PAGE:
Batanes is located in the northernmost part of the country and is the only province that is also designated as a protected area. It is the smallest province in the country, with only six localities that are spread out in its three largest islands Batan, Sabtang, and Itbayat. The richness of its natural and cultural resources, being home to the indigenous group of Ivatan and its picturesque landscapes and panoramic sceneries, makes Batanes a highly-valued destination that necessitates appropriate management for tourism to flourish. It being a group of islands makes it more susceptible to the negative changes and impacts that undisciplined tourism causes. Ecotourism enterprise development is being implemented in the province to safeguard the natural assets, to ensure economic incentives for the residents and to mend and preserve Ivatan houses.Cambuhat River, Buenavista, Bohol15)See Department of Tourism. (n.d.). Ecotourism Sites by Region. Retrieved June 19, 2016, from Department of Tourism – The Philippines Ultimate Guide for Tourist: http://www.visitmyphilippines.com/index.php?title=EcotourismSitesbyRegion&func=all&pid=2519&tbl=1
The Cambuhat River can be found in the municipality of Buenavista in Bohol, an island province in the central region of the Philippines. The local government sought the help of the Coastal Resource Management Project (CRMP) in which a memorandum of agreement was signed for the purpose of integrated coastal management in the municipality. The fisher folk in Cambuhat were educated to better administer the river and coastal systems and were capacitated in enterprise development in which they were taught native craft making. The collaboration of the local government unit and the CRMP also designed the Cambuhat River and Village Tour which earned an Excellence Award in Ecotourism from the Conservation International, an American nonprofit environmental organization, in 2000. The Cambuhat River and Village Tour is offered throughout the year and includes guided visits to oyster culture farms and demonstration on craft making. Additionally, through local legislation, some portions of the river and the river mouth were also assigned as local reserve.
Palaui Island, Cagayan Valley16)See Ecotourism Philippines (fn 10)
Palaui Island is found 642 kilometers away from Manila and is at the northeastern most part of the Philippines. It is officially known as Palaui Island Protected Landscape and Seascape. The island has continuously ranked by numerous international media as one of the best beaches in the world. Survivor US had shot its Season 27 and Season 28 in the island which upgraded its reputation even more. Concerned island residents of Palaui organized the Palaui Environmental and Protectors’ Organization to actively attend to the provision of different services extended to the visitors. Blue Water Consultancy, a firm that delivers technical assistance to various government and non-government entities on conservation projects, environmental education and tourism master planning, trained and capacitated the residents by improving their skills in guideship services, trail management, camp site development, and community spa management.Conclusion18)See Roxas, F. (2014). Can Ecotourism Boost the Economy in the Philippines?. Retrieved June 19, 2016, from Yale Insights: http://insights.som.yale.edu/insights/can-ecotourism-boost-economy-philippines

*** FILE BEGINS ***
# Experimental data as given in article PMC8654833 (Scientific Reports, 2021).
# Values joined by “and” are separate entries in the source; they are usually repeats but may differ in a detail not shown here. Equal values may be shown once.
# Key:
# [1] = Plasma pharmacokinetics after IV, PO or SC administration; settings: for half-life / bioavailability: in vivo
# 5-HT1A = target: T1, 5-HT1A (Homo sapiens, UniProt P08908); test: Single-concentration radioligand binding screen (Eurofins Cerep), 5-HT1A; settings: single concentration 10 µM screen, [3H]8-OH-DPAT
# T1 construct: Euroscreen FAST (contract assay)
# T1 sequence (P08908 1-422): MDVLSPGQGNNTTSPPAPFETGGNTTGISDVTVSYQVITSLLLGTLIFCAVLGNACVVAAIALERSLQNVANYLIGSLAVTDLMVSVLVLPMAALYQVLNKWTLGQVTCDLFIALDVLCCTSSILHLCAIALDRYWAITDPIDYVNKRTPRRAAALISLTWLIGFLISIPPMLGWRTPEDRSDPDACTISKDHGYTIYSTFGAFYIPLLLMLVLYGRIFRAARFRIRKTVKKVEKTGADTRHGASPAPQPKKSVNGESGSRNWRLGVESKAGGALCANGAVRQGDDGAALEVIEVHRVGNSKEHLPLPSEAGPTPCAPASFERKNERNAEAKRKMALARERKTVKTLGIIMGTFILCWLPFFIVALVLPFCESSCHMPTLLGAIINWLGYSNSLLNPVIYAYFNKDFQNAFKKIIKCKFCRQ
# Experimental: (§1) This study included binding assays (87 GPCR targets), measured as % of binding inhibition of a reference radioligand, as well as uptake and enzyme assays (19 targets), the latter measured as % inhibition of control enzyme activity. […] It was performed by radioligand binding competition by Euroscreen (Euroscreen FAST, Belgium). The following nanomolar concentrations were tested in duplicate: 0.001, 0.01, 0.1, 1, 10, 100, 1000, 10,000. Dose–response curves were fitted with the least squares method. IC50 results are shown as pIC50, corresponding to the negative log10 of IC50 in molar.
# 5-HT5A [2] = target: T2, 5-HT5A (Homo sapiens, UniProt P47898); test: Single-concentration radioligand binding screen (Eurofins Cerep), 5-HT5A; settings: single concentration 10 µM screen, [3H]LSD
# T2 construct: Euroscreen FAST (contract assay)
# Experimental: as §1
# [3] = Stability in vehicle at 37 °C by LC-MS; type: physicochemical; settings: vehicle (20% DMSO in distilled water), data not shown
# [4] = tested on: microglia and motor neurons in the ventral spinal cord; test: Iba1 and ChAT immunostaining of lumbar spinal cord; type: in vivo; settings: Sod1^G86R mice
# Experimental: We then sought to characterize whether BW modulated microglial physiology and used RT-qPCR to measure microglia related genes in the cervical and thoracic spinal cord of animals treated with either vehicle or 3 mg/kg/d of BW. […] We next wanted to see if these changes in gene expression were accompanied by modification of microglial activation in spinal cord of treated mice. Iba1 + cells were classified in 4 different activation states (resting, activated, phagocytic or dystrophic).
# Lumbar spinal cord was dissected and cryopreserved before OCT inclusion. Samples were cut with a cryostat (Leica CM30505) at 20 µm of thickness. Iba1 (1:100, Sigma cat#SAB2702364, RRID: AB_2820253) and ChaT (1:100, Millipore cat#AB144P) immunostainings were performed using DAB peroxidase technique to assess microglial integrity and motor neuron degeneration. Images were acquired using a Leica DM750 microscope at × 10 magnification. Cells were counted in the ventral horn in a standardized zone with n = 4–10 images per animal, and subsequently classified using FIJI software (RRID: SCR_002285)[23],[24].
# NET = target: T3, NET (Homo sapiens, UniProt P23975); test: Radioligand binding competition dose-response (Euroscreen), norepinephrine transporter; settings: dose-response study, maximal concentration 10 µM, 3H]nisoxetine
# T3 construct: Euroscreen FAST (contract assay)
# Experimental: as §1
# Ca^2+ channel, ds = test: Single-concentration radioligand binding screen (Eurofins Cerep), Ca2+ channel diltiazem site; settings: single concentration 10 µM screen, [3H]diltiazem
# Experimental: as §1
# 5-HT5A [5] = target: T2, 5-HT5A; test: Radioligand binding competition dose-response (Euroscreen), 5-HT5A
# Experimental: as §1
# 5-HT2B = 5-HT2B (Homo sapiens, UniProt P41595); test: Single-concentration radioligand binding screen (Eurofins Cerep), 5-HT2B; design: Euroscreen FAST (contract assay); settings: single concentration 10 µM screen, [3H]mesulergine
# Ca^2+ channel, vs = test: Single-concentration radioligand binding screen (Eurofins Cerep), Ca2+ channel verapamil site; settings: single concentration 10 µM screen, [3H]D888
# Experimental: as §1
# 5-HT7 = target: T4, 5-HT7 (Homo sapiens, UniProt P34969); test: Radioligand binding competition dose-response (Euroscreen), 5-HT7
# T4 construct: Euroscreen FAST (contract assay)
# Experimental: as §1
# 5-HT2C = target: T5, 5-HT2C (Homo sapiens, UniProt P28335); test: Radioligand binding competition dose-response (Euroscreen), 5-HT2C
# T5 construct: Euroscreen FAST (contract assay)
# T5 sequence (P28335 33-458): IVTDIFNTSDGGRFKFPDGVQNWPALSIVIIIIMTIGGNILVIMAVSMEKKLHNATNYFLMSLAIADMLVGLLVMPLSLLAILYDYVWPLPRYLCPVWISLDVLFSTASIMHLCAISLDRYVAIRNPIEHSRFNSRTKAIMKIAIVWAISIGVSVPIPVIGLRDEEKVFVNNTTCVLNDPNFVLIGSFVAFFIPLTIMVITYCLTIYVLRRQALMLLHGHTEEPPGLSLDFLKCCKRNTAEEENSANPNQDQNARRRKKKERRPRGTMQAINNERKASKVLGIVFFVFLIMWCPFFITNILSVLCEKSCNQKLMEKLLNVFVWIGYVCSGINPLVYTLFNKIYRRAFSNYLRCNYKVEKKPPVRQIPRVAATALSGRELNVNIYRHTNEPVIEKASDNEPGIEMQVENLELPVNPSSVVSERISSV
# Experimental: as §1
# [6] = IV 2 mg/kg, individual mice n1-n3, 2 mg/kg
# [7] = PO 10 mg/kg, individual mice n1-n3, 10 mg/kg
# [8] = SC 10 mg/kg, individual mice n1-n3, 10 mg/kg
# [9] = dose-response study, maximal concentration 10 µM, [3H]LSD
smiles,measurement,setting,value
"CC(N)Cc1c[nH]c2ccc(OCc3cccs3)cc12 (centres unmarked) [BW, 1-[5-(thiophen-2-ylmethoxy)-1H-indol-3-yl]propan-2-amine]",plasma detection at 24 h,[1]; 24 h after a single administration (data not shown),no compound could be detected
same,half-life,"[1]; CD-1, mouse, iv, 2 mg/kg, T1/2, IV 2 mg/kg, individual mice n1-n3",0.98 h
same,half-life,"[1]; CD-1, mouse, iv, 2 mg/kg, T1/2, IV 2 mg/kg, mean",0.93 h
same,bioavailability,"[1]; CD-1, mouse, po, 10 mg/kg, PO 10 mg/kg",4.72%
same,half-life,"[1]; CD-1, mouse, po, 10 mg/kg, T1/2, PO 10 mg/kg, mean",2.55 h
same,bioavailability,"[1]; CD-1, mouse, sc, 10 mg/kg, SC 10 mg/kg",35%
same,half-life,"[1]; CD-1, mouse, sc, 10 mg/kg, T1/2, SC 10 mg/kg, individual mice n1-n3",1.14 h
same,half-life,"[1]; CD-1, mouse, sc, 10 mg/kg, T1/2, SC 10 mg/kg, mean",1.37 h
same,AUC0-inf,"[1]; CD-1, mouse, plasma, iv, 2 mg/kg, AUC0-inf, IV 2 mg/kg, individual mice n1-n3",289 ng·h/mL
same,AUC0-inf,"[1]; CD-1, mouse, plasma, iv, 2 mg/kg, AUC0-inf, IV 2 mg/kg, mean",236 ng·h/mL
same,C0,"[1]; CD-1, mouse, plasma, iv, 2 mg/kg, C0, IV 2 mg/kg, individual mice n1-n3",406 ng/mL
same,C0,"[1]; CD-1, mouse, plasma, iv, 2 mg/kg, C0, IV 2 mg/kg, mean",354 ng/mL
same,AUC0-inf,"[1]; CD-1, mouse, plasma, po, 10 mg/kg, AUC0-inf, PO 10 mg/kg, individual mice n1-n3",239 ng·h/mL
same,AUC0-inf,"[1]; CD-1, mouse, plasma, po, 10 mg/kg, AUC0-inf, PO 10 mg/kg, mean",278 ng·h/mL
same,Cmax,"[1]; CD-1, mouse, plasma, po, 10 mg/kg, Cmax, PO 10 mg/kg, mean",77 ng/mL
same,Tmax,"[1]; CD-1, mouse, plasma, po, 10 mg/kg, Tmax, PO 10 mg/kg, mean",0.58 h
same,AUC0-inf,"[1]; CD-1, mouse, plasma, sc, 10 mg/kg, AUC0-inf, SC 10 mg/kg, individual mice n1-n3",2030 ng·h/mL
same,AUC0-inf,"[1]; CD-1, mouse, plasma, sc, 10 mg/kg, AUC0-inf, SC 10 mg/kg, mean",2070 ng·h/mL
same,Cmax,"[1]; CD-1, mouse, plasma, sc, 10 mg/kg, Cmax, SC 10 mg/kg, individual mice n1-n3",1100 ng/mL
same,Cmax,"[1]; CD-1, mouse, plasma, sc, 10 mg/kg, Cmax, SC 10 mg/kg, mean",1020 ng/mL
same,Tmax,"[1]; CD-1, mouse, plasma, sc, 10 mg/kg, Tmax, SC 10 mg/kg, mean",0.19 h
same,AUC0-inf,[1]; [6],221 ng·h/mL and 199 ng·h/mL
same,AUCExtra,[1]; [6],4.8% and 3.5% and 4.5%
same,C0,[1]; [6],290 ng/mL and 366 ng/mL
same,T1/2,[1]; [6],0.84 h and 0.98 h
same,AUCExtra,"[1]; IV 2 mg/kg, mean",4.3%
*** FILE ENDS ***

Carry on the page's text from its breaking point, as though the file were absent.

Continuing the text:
According to Fernando Roxas, the Executive Director of the Asian Institute of Management Dr. Andrew L. Tan Center for Tourism, ecotourism in the Philippines still needs constant rethinking of development strategies to make it a central cohesive source of economic growth. He added that ecotourism offers a very practical tool as it would require the least infrastructure investment.
The Philippine economy is reliant on the service industry such as on the remittances of overseas Filipino workers and on the income generated by the business process outsourcing sector. To broaden wells of revenue, ecotourism is a potent tool that will allow economic incentive in the virginal and unassisted areas of the Philippines.
By Lea Salen Peralta, ASEAN Correspondent from Philippines
References [ + ]
|1.||↑||The International Ecotourism Society. (2015, January 2015). TIES Announces Ecotourism Principles Revision. Retrieved June 16, 2016, from https://www.ecotourism.org/news/ties-announces-ecotourism-principles-revision|
|2.||↑||The International Ecotourism Society. (2015, January 8). What is Ecotourism?. Retrieved June 16, 2016, from https://www.ecotourism.org/what-is-ecotourism|
|3, 4.||↑||See The International Ecotourism Society (fn. 2)|
|5.||↑||Parducho, R. (2014). Ecotourism in the Philippines: A Review of Literature. Retrieved June 17, 2016, from Academia.edu: https://www.academia.edu/12159443/Ecotourism_in_the_Philippines_A_Review_of_Literature|
|6, 7, 9, 11, 12.||↑||See Parducho (fn. 5)|
|8.||↑||Shankar S. (Photographer). (2013). The Philippine Eagle. Retrieved June 19, 2016 from https://flic.kr/p/eSCJuE|
|10.||↑||Abasalo, R. (Photographer). (2012). Department of Tourism building . Retrieved June 19, 2016 from https://flic.kr/p/dms31Q|
|13.||↑||Ecotourism Philippines. (2015). Fabulous Sites to Discover and Explore. Retrieved June 19, 2016, from Ecotourism Philippines: http://www.ecotourismphilippines.net/ecotourism-sites.html|
|14.||↑||Ascaño, A. (Photographer). (2010). Batanes Retrieved June 19, 2016 from https://flic.kr/p/emoPrD|
|15.||↑||See Department of Tourism. (n.d.). Ecotourism Sites by Region. Retrieved June 19, 2016, from Department of Tourism – The Philippines Ultimate Guide for Tourist: http://www.visitmyphilippines.com/index.php?title=EcotourismSitesbyRegion&func=all&pid=2519&tbl=1|
|16.||↑||See Ecotourism Philippines (fn 10)|
|17.||↑||Semilla, S. (Photographer). (2014). Palaui Island 2014 . Retrieved June 19, 2016 from https://flic.kr/p/o7if9D|
|18.||↑||See Roxas, F. (2014). Can Ecotourism Boost the Economy in the Philippines?. Retrieved June 19, 2016, from Yale Insights: http://insights.som.yale.edu/insights/can-ecotourism-boost-economy-philippines|